Information overload is a plague. There’s no vaccine, there’s no cure. The only thing you have is self-control.

Luckily, you’re not on your own. There are some tips you can follow to protect yourself from information overload and, ultimately, fight it.

But first, admit that information overload is really bad for you.

Why Information Overload Is Bad for You

Information overload stops you from taking action. That’s the biggest problem here.

When you try to consume more and more information every day, you start to notice that even though you’ve been reading tons of articles, watching tons of videos and listening to tons of podcasts, the stream of incoming information seems to be infinite.

Therefore, you convince yourself that you need to be on a constant lookout for new information if you want to be able to accomplish anything in your life, work and/or passion. The final result is that you are consuming way too much information, and taking way too little action because you don’t have enough time for it.

The belief that you need to be on this constant lookout for information is just not true.

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You don’t need every piece of advice possible to live your life, do your work or enjoy your passion.

How to Stop Information Overload (And Start to Achieve More)

So how to recognize the portion of information that you really need? Start with setting goals.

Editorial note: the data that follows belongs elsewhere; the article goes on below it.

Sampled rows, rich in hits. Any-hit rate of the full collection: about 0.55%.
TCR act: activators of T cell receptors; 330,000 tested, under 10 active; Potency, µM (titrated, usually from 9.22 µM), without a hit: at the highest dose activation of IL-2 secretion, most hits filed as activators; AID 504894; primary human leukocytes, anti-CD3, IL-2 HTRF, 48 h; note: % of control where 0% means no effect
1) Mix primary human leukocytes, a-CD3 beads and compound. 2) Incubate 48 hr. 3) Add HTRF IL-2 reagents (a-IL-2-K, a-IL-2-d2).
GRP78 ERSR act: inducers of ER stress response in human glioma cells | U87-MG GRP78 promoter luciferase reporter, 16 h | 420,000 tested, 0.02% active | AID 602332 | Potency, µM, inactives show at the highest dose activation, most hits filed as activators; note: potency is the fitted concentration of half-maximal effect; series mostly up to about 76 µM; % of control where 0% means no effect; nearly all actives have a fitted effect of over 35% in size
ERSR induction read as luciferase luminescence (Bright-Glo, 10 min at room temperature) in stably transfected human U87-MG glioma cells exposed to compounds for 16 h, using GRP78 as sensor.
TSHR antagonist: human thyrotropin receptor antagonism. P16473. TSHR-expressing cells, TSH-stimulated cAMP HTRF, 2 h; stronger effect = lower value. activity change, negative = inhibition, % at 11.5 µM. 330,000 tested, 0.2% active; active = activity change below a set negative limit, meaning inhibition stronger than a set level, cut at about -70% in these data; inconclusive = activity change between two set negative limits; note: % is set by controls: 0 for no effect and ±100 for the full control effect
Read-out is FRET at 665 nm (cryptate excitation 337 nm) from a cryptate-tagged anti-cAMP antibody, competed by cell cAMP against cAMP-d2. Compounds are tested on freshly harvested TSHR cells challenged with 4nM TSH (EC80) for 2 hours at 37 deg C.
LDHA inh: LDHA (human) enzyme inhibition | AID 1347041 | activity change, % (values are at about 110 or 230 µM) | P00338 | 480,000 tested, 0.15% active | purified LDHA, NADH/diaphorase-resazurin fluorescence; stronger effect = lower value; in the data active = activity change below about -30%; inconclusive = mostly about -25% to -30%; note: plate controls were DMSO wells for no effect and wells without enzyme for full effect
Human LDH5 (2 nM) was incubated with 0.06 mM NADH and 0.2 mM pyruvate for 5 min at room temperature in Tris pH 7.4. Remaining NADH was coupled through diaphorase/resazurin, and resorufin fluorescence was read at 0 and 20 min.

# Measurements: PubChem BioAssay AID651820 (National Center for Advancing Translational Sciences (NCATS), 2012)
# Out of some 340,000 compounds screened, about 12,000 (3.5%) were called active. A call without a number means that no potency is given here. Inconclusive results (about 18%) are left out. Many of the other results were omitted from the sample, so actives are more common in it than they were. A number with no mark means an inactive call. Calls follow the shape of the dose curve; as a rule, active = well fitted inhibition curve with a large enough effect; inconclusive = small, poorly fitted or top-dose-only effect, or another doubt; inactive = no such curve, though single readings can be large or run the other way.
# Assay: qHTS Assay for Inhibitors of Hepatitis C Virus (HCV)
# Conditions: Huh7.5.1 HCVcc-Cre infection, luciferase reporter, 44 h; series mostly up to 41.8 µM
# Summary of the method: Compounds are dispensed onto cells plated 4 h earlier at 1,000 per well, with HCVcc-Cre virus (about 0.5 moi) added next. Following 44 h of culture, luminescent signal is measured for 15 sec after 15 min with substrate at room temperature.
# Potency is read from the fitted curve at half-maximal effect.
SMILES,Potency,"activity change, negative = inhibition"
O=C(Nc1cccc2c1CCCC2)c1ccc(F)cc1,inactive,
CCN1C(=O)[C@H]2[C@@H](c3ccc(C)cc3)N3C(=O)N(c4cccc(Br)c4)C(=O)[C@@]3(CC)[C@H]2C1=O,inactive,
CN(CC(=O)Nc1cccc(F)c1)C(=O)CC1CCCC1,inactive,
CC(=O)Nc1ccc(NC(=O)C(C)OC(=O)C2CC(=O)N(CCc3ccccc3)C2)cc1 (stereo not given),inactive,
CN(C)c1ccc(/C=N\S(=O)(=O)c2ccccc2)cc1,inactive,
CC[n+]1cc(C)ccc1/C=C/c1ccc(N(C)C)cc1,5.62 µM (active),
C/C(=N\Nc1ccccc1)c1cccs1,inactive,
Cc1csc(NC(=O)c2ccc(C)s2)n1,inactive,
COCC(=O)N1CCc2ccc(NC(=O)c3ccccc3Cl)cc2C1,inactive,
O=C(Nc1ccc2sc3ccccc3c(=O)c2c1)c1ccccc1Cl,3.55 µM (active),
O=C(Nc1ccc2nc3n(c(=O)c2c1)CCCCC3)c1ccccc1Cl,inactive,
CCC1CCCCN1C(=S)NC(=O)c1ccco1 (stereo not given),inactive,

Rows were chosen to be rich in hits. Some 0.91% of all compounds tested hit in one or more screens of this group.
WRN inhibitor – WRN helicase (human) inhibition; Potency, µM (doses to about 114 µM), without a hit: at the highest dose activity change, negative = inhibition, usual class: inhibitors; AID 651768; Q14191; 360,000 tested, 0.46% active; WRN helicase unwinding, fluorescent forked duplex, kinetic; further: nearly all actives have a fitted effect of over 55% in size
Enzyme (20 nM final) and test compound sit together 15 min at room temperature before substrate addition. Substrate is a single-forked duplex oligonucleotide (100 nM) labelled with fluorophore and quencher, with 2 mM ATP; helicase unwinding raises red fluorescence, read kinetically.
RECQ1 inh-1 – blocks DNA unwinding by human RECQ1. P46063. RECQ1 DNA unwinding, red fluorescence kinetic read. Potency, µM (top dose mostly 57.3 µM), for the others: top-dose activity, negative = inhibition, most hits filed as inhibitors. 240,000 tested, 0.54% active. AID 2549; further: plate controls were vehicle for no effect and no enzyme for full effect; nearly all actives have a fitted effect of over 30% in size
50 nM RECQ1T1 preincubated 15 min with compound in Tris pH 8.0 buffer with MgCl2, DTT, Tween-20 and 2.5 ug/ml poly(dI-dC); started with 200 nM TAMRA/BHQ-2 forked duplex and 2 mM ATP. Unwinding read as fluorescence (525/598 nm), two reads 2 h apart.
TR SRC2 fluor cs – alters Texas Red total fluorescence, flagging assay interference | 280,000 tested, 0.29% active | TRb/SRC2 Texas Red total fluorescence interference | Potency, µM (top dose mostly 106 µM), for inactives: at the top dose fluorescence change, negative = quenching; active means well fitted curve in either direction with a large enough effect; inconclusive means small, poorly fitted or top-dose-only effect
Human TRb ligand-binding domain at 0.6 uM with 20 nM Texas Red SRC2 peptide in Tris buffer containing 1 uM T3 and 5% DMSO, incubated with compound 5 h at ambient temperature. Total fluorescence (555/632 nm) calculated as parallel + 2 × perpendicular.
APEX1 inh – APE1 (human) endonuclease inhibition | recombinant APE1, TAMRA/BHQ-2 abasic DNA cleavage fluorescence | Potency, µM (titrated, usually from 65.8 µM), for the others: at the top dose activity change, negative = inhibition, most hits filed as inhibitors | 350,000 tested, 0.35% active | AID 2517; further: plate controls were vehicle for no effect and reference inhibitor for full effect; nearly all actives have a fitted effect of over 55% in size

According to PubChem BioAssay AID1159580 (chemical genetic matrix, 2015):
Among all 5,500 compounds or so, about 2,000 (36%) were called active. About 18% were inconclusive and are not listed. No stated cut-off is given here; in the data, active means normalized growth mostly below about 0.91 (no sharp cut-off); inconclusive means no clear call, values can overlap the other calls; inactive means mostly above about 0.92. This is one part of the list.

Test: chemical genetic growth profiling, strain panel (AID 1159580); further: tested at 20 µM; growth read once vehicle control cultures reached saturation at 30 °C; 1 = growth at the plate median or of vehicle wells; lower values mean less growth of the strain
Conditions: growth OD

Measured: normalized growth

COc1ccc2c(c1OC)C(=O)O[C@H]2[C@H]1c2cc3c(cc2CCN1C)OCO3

1. Set Your Goals

If you don’t have your goals put in place, you’ll be just running around grabbing every possible advice and thinking that it’s “just what you’ve been looking for.”

Setting goals is a much more profound task than just a way to get rid of information overload. Now by “goals” I don’t mean things like “get rich, have kids, and live a good life”. I mean something much more within your immediate grasp. Something that can be achieved in the near future — like within a month (or a year) at most.

Basically, something that you want to attract to your life, and you already have some plan on how you’re going to make it happen. So no hopes and dreams, just actionable, precise goals.

Then once you have your goals, they become a set of strategies and tactics you need to act upon.

2. Know What to Skip When Facing New Information

Once you have your goals, plans, strategies and tasks, you can use them to decide what information is really crucial.

First of all, if the information you’re about to read has nothing to do with your current goals and plans, then skip it. You don’t need it.

If it does, then ask yourself these questions:

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  • Will you be able to put this information into action immediately?
  • Does it have the potential to maybe alter your nearest actions/tasks?
  • Is it so incredible that you absolutely need to take action on it right away?

If the information is not actionable in a day or two, then skip it.

(You’ll forget about it anyway.)

And that’s basically it. Digest only what can be used immediately. If you have a task that you need to do, consume only the information necessary for getting this one task done, nothing more.